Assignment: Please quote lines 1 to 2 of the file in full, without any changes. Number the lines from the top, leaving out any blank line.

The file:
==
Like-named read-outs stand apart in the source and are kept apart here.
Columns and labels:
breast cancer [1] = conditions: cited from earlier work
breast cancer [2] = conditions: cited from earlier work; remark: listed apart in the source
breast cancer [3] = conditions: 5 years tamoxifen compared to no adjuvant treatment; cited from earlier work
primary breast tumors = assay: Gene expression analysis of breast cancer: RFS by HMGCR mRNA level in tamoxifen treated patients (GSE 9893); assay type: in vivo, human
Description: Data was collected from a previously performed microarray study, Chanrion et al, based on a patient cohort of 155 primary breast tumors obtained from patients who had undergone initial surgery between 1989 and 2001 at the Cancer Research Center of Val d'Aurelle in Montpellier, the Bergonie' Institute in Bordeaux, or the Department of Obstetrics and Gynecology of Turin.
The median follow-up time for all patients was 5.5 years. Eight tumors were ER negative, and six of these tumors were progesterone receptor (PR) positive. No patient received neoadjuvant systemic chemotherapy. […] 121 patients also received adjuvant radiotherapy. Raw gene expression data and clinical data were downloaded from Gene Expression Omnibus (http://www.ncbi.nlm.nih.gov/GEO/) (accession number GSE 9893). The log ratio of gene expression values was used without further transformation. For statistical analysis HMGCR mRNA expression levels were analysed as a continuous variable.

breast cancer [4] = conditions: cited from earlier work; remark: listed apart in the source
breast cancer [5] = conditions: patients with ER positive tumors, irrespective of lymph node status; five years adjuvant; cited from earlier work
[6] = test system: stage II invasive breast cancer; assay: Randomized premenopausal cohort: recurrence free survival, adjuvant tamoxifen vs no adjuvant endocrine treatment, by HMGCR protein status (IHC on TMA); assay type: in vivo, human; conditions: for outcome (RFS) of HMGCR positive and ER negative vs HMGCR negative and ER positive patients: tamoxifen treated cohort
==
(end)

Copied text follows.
Like-named read-outs stand apart in the source and are kept apart here.
Columns and labels: